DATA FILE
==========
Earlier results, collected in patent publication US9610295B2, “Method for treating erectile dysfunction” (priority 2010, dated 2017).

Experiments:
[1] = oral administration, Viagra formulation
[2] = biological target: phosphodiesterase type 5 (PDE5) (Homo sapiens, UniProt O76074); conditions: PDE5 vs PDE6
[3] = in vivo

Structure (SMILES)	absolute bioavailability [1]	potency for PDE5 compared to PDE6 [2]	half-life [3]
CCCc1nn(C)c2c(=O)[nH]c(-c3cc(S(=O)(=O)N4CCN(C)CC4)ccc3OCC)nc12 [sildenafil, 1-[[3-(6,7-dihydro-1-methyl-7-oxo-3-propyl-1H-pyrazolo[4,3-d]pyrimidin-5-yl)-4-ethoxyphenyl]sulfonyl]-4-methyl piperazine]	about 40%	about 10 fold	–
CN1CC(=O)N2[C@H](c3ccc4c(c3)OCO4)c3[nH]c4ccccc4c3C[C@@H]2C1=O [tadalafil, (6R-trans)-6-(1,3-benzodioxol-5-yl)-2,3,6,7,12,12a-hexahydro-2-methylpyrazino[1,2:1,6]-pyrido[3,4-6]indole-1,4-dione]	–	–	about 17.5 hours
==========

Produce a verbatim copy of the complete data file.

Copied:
Earlier results, collected in patent publication US9610295B2, “Method for treating erectile dysfunction” (priority 2010, dated 2017).

Experiments:
[1] = oral administration, Viagra formulation
[2] = biological target: phosphodiesterase type 5 (PDE5) (Homo sapiens, UniProt O76074); conditions: PDE5 vs PDE6
[3] = in vivo

Structure (SMILES)	absolute bioavailability [1]	potency for PDE5 compared to PDE6 [2]	half-life [3]
CCCc1nn(C)c2c(=O)[nH]c(-c3cc(S(=O)(=O)N4CCN(C)CC4)ccc3OCC)nc12 [sildenafil, 1-[[3-(6,7-dihydro-1-methyl-7-oxo-3-propyl-1H-pyrazolo[4,3-d]pyrimidin-5-yl)-4-ethoxyphenyl]sulfonyl]-4-methyl piperazine]	about 40%	about 10 fold	–
CN1CC(=O)N2[C@H](c3ccc4c(c3)OCO4)c3[nH]c4ccccc4c3C[C@@H]2C1=O [tadalafil, (6R-trans)-6-(1,3-benzodioxol-5-yl)-2,3,6,7,12,12a-hexahydro-2-methylpyrazino[1,2:1,6]-pyrido[3,4-6]indole-1,4-dione]	–	–	about 17.5 hours